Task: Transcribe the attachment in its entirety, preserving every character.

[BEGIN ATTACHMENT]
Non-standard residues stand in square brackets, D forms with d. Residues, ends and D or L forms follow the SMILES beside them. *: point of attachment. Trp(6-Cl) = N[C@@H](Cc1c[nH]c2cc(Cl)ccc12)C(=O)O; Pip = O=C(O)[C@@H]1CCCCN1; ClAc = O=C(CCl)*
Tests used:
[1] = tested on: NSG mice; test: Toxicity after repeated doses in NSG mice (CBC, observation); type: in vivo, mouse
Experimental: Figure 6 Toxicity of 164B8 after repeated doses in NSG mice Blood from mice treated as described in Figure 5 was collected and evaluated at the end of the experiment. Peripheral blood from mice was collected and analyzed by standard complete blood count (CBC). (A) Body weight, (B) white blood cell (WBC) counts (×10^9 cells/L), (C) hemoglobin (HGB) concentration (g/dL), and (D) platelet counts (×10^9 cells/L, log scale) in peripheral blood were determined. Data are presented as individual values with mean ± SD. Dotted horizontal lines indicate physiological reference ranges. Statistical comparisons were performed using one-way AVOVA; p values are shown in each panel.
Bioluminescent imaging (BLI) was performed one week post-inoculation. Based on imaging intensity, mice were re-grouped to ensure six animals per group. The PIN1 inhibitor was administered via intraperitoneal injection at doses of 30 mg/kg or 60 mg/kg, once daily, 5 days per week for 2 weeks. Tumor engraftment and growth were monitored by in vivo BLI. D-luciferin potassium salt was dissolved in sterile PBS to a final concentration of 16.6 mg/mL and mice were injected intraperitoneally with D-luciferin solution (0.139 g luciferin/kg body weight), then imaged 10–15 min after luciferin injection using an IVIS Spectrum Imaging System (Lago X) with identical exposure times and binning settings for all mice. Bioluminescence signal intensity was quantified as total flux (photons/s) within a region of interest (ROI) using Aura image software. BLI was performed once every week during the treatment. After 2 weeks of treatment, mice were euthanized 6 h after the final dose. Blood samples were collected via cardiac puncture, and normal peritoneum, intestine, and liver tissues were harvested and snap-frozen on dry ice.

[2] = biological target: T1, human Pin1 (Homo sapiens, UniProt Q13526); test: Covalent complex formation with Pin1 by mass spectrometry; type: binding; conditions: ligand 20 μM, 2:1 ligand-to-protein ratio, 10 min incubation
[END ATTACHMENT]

Non-standard residues stand in square brackets, D forms with d. Residues, ends and D or L forms follow the SMILES beside them. *: point of attachment. Trp(6-Cl) = N[C@@H](Cc1c[nH]c2cc(Cl)ccc12)C(=O)O; Pip = O=C(O)[C@@H]1CCCCN1; ClAc = O=C(CCl)*
Tests used:
[1] = tested on: NSG mice; test: Toxicity after repeated doses in NSG mice (CBC, observation); type: in vivo, mouse
Experimental: Figure 6 Toxicity of 164B8 after repeated doses in NSG mice Blood from mice treated as described in Figure 5 was collected and evaluated at the end of the experiment. Peripheral blood from mice was collected and analyzed by standard complete blood count (CBC). (A) Body weight, (B) white blood cell (WBC) counts (×10^9 cells/L), (C) hemoglobin (HGB) concentration (g/dL), and (D) platelet counts (×10^9 cells/L, log scale) in peripheral blood were determined. Data are presented as individual values with mean ± SD. Dotted horizontal lines indicate physiological reference ranges. Statistical comparisons were performed using one-way AVOVA; p values are shown in each panel.
Bioluminescent imaging (BLI) was performed one week post-inoculation. Based on imaging intensity, mice were re-grouped to ensure six animals per group. The PIN1 inhibitor was administered via intraperitoneal injection at doses of 30 mg/kg or 60 mg/kg, once daily, 5 days per week for 2 weeks. Tumor engraftment and growth were monitored by in vivo BLI. D-luciferin potassium salt was dissolved in sterile PBS to a final concentration of 16.6 mg/mL and mice were injected intraperitoneally with D-luciferin solution (0.139 g luciferin/kg body weight), then imaged 10–15 min after luciferin injection using an IVIS Spectrum Imaging System (Lago X) with identical exposure times and binning settings for all mice. Bioluminescence signal intensity was quantified as total flux (photons/s) within a region of interest (ROI) using Aura image software. BLI was performed once every week during the treatment. After 2 weeks of treatment, mice were euthanized 6 h after the final dose. Blood samples were collected via cardiac puncture, and normal peritoneum, intestine, and liver tissues were harvested and snap-frozen on dry ice.

[2] = biological target: T1, human Pin1 (Homo sapiens, UniProt Q13526); test: Covalent complex formation with Pin1 by mass spectrometry; type: binding; conditions: ligand 20 μM, 2:1 ligand-to-protein ratio, 10 min incubation